I can now recognize that good things have happened here, and I truly believe they happened as a result of the Cognitive Processing Therapy (the fancy name for teaching PTSD patients to change their thinking patterns) and because of Amy, my therapist's, unrelenting determination to push me past every limit I thought I had. How I never ran out of tears blows my mind. That goodness happened in spite of the broken system in which she works. It's all out on the table now. I know. I believe my trauma is no better (or worse) than any one else's. But it is mine. And I guess now it's wrapped in a package with a nicer bow.

I came here feeling like a failure, and there are certainly still hints of that. But just hints. Looking back, there are times in the past when I wish I would have been stronger. Or weaker. Or cried. Or just let it go. I started doing that here. There have been times (even here) when I've felt defective, like every patient (all 17 of them) was "getting it" (whatever "it" was, anyway) and I was stuck alone in a dark, empty place. Perhaps by choice.

There were times here when I slept for hours, somehow allowing the burden of the past 10 years or so slide through my toes and out from under my thin, white institutional bed sheets. Or when I've been in yoga, holding downward facing dog or shavasana, tears streaming down my face, knowing that it's not strength that's kept these feelings of hurt, betrayal, sadness and frustration buried so deep. It's been fear. Fear of not knowing how to deal with feelings in a constructive way. Fear of allowing...maybe even inviting...someone to love me unconditionally. Fear that when I admitted to signing divorce paperwork served to me by a man I may always love for his good intentions, I would be viewed as a failure (a two time failure) in everyone's eyes. Thinking. Always thinking that the opinions of other are more important than my own.

I've let that go. That stays in Salt Lake City, a place that after this Friday (today), I never plan to re-visit. I want my hurt and sadness to stay here. I'm done being chased by sadness.

I didn't come here to change my life. I came here to match the me I felt in Afghanistan, living simply and loving every second of my job, to the me I want to feel every day in the future. I'm leaving here confirming what I knew when  had my first post-Afghanistan panic attack...that going to Afghanistan was the best thing that ever happened to me...and also the scariest. ("It won't ever feel worse than this" Amy said to me over and over...and I hope she's right).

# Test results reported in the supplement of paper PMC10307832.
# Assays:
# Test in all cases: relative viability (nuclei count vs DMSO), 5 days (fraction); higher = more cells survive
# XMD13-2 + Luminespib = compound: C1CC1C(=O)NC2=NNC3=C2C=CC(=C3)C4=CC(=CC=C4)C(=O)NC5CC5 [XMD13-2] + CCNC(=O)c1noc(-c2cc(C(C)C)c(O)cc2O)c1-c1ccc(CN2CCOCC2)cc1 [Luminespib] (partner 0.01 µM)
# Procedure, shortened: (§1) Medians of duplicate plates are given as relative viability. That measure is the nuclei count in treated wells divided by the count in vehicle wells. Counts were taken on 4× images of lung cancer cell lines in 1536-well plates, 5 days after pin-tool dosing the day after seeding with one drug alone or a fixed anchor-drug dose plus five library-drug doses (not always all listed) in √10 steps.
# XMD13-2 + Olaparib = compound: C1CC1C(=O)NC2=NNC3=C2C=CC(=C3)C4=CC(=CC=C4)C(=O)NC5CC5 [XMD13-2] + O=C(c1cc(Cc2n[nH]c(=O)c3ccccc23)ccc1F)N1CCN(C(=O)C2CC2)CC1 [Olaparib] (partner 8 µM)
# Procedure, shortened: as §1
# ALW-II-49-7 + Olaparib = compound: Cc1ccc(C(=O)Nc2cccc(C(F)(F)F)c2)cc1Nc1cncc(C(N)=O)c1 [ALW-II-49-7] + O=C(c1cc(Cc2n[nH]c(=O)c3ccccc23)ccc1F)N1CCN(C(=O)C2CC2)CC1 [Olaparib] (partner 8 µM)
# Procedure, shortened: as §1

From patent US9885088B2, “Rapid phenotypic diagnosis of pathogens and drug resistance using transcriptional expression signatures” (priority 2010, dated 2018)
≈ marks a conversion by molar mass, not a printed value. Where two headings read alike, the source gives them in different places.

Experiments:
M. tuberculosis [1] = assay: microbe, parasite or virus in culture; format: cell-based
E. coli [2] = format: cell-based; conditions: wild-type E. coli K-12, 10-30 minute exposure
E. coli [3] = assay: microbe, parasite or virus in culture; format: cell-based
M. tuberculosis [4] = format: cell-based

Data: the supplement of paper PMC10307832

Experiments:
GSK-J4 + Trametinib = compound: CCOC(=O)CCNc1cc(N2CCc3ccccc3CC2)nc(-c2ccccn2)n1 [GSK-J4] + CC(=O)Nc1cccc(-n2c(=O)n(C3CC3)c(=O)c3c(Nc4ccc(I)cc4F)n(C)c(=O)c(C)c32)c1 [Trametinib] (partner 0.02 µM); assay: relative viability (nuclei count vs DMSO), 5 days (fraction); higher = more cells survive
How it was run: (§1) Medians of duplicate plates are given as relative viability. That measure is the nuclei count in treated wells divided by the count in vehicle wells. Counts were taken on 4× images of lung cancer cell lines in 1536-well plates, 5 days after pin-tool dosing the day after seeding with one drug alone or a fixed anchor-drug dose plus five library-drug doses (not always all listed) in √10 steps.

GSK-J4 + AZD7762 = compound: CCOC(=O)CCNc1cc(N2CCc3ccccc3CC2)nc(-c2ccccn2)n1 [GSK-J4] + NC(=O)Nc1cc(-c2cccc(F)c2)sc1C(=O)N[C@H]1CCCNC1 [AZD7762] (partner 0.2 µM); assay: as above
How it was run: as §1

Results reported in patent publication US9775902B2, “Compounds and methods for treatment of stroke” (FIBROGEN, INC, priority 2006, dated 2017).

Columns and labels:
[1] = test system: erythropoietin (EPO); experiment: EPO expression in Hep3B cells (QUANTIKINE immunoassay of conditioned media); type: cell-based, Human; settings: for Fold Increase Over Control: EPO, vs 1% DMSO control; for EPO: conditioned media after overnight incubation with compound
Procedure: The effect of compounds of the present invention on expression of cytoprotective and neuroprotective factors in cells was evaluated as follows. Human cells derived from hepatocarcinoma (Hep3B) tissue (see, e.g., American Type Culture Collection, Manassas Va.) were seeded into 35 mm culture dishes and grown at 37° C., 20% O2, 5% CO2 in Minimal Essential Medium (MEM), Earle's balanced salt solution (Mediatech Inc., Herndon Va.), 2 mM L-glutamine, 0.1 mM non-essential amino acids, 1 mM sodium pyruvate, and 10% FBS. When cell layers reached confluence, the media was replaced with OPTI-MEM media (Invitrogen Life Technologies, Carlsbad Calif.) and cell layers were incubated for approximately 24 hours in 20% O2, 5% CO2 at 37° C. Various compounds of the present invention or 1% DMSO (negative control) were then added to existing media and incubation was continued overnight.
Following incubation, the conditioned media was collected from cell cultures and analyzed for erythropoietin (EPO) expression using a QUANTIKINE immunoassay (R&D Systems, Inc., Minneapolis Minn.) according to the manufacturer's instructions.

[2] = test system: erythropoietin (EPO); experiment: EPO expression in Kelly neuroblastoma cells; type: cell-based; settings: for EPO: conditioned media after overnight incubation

It is in this moment that I've reached (rather, allowed myself to reach) a turning point in my life. Learning to live with the scars, the emotions, the regrets and the fear I accumulated both pre-and post-Afghanistan. Making that connection was my goal in Salt Lake City. I wasn't here to make friends or help others. Because I feared if I took that approach, I'd stay here for years and never talk about myself. I came here to challenge the unhealthy beliefs I've clung to for months, years and even decades...I came here with a dream to live a healthier life. To put even a two inch gap in the door jam (therapy-speak for slowing down my immediate response to an outside stimulant). To at least take a brief mental pause when my brain tells me "I don't deserve to receive benefits from the military" merely because my war scars are internal and others had it far worse. If I can think to myself at least 1% of the time that "I deserve compensation for the unique and dangerous service I performed in Afghanistan and my resulting PTSD" than maybe six weeks of fighting my own guttural reaction was worth my time. No, it was surely worth it. I have to learn not to resent the system for trying to help me after it's failed me in so many ways.

If I can accept "Medication will help me through this rough patch and then my life has the potential to be so much happier" or "If I forgive myself for past mistakes, those who care about me are apt to do the same." If I believe those statements can ever be true (whereas when I arrived here, I believed they were always false), then I've made progress. And even an inch is progress.

I found my voice again. I never, ever thought it could be so cathartic to drag and actual pencil across an actual piece of paper, cut off from the internet for six weeks. I cry when I write, not out of fear of the description and circumstances of the situation, but because I've learned to attach emotion and feeling to  situations. On paper. The true test...the next step...is to give myself permission to speak the way I now allow myself to write.

Physically, I judge myself and think I've had an atrocious and infuriating stay here. With no access to physical activity, I've gained weight, I've eaten a lifetime's worth of fried institutional cafeteria food, and I've felt the wrath of condescending nurse technicians threaten me if I didn't behave in their directed way. I'll leave all that crap here. And hopefully I can leave most of these 10 new pounds here as well. Or somewhere.

But again physically, this institution, this tall building, locked doors, void of any aerobic exercise capacity, has taught me more about how to survive in the "real" world than perhaps I even learned in Afghanistan. I've literally lived like a snared wild animal learning to survive in captivity. Each night, I sat at my desk either reading or watching the sun set over the glorious Rocky Mountains. Trapped in a cage with up to 17 other overly-restless-pseudo-prisoners with little to no official programming from the time we returned from dinner at 5.45pm until we started to drift into a highly-medicated slumber around 9pm. There was no avoiding noise. Or crowds. Or stray hairs all over the floor. Shoes strewn across the living room. Class books tucked frantically into every nook and cranny on the ward.